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By Todd Taber
Find Your Fit
Natalia Dittmer urges retailers not to forget the social aspect of social media.
In her role as marketing director for TAL Holdings, an organization that owns eight lumberyards and hardware stores across Oregon and Washington, Dittmer specializes in social media marketing. In all she does, she always aims to tell the business’s story authentically and effectively to online audiences near and far.
“Most retailers are selling the same products,” she says. “Retailers need to ask themselves what they can do to differentiate. They need to tell customers why they should buy those products from their business and not a competitor.”
With 2 billion users and approximately 70 million business accounts, Facebook is a critical small business marketing tool, Dittmer says.
All retailers should consider their Facebook skill level and analyze how they can best use the platform to reach customers. She breaks down three levels of Facebook users and offers tips to help retailers succeed at every stage.
Take a moment to find your own social media fit using the flowchart to the right. Answer the questions and see where you land. No matter your current social media skill level, Dittmer emphasizes that all retailers can sharpen their social media prowess and discover new ways to connect with customers and the community.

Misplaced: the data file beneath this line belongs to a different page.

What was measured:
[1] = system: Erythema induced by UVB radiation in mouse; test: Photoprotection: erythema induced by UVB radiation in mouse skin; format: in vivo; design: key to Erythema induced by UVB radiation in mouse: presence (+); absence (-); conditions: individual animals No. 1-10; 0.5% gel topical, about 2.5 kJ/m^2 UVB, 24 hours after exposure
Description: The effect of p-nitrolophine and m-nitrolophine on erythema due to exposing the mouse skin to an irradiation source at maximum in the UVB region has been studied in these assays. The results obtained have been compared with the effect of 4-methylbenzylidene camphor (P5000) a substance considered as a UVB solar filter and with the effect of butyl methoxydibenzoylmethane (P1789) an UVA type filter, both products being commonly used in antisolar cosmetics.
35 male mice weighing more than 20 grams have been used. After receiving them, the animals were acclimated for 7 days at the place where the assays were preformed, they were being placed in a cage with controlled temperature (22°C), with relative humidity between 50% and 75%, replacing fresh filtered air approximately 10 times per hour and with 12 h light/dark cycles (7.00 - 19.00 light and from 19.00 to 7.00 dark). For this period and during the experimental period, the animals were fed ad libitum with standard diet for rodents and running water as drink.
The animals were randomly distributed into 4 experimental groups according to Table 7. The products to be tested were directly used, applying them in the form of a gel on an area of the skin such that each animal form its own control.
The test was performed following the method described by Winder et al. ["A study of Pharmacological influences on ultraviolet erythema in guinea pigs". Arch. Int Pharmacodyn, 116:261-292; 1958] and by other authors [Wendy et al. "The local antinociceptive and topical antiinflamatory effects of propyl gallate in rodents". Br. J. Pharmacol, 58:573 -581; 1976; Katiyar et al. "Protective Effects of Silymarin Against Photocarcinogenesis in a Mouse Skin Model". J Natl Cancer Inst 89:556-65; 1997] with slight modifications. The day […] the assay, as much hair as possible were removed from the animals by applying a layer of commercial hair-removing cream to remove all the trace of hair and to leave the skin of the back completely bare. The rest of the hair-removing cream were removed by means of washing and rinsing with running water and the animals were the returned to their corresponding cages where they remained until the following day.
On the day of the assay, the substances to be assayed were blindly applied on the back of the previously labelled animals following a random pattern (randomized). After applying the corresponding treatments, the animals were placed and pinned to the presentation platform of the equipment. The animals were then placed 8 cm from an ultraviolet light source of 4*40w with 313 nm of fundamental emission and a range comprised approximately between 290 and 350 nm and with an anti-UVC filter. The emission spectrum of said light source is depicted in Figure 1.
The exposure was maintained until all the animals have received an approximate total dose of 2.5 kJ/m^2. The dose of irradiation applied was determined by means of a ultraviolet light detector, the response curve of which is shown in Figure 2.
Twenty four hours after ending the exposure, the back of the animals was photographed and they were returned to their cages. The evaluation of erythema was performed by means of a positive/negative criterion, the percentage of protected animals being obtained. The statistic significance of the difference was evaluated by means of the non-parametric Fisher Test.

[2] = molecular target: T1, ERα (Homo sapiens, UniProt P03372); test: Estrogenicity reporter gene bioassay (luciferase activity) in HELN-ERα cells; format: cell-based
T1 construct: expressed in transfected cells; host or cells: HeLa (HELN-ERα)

Beginning Social Media User
Dittmer describes beginning Facebook users as people who have a basic knowledge of Facebook’s potential, log on infrequently and usually only post information on products.
She advises you to commit to posting regularly as a way to tell your authentic story online in order to connect with customers in a meaningful, organic way.
“Ask yourself what’s special about your store,” Dittmer says. “What makes you stand out? Focus on those aspects to help guide what you’re posting as a beginning user.”
Dittmer says she often sees beginning Facebook users posting product information almost exclusively. She warns against relying too heavily on product promotions for Facebook content.
“It’s a beginner’s mentality to think that one post a week featuring a photo of a product or an endcap is all people want to see,” she says. “You have to find a balance between blending your products and your people into your content.”
In her role, Dittmer is constantly researching how independent hardware stores are using social media. She says she often finds hardware and lumberyard social media accounts that haven’t posted for weeks—or even years.
In Dittmer’s opinion, that’s a missed opportunity to dig deep into your community and position your business as a valuable community resource.
“Beginning Facebook users have to start somewhere. Even if you only post once a week, stop relying so much on products and start focusing on your team. The big boxes can take a better photo of the same products, but what they don’t have are employees who have worked at the same store for 30 years and truly know their customers,” she says.